Friday, July 20, 2012

Burns & Boise

It came time to begin our trek to Hurricane, but we wanted one final destination before we relinquished Gigantor and the Whale to its new owners. We set our sights on Sun Valley, Idaho, and it would take use three drives to get there. First was the dusty little town of Burns, in eastern Oregon. The Old Camp Casino allowed dry camping in their parking lot for free, so we pulled in to check it out. Turns out it was better than many private parks we've paid good money to stay at.

Although it was hot when we arrived, we pulled into a shady area, and the dry desert air cooled off after sunset.

We spent a pleasant evening there, and almost wished we could stay longer.

Continuing eastward we arrived at a campground in Boise, Idaho. We were in for a surprise though, as when we stepped out into the searing heat, we found one of our trailer tires was flat! We slowly rolled into our site, and, dripping with sweat, I removed the bad tire and installed the spare. I then inflated the bad tire and found a puncture, which I repaired with a plug kit I've been carrying around for 2 1/2 years. Adding air once more, however, I found that the puncture was not the only problem - the steel belting within the tire had failed, so the tire was completely destroyed.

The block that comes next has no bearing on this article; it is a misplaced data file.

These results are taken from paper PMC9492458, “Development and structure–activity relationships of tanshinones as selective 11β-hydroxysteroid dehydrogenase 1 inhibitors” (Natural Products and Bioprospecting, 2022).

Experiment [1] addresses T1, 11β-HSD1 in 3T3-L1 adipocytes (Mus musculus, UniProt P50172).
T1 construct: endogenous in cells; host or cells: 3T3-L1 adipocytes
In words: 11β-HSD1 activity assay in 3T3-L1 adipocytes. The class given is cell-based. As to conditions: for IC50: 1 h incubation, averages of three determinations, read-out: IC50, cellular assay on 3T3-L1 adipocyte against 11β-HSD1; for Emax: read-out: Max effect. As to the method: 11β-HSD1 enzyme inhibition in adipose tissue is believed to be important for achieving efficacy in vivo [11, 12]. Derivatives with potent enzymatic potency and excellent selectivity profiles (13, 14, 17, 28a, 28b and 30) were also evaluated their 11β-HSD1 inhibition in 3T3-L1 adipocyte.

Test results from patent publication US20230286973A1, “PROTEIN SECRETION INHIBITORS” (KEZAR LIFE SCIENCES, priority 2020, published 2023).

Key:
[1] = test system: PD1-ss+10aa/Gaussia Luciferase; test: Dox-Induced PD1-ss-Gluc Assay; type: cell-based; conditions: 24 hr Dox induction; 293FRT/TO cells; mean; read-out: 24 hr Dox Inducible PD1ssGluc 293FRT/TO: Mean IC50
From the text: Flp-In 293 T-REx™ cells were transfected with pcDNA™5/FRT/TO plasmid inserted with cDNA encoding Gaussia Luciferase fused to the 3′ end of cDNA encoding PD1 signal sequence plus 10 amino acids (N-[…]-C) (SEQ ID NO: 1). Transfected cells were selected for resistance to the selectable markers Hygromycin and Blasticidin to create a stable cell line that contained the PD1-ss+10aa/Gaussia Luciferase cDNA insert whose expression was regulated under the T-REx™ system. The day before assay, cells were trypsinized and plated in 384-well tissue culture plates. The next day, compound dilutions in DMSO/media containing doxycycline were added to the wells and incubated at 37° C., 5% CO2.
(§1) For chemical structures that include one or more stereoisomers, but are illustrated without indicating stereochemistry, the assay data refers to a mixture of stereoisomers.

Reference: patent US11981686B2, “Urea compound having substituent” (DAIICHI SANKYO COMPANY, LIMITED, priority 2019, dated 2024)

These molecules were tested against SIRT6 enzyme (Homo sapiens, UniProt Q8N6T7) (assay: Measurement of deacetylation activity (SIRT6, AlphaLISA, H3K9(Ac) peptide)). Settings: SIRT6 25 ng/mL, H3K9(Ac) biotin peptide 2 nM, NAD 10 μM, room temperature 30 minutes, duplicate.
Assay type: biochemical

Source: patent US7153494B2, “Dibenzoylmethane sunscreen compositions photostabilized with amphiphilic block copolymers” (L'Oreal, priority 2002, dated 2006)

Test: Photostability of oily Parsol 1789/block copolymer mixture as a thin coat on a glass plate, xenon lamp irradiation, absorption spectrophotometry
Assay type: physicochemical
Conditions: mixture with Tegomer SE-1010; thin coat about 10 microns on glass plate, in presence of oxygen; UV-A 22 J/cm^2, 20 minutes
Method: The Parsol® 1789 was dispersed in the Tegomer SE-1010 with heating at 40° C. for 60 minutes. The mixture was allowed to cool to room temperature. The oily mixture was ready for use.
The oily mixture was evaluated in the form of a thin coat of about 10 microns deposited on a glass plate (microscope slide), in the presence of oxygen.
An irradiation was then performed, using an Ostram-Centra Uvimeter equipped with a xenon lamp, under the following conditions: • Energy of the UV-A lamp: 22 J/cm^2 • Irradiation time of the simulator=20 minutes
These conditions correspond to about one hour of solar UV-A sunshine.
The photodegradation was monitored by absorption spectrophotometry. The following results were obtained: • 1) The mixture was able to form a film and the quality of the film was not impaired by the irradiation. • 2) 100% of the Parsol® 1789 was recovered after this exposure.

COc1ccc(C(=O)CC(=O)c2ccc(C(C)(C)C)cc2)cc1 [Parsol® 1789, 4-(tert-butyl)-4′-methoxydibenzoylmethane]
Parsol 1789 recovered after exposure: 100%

The next day, another scorcher, we tried to get the bad tire replaced on warranty, only to find that trailer tires are apparently not warranted by their manufacturer. The dealer we bought these from would have replaced it, but they are in Indiana, so we just had to find a local tire shop and buy a new one, which we did.

The heat was so bad - blazing sun and 100 degrees, that our air conditioner was overwhelmed. We even hung a tarp over the sunny side to help keep control of the inside temperature. The only relief we found was to walk down to the river which bordered the campground, and dip our feet in its cool waters. We'd bring our camp chairs and a pair of gin & tonics down there and sit until we felt human again.

Desperate for exercise, I got up early one morning and got on the bike trail that stretches for over 20 miles along the river that cuts through Boise. Along the way I passed a bike jump park, where I gave myself a refresher course in table-top jumps...

...and stopped to watch white water kayakers play in the wash below a breached dam:

I made it into downtown, and rode up the city streets to the capitol.

Boise seemed like a pretty nice little city. Too bad it was so freakin' hot, or we would have explored it more thoroughly. Maybe next time.

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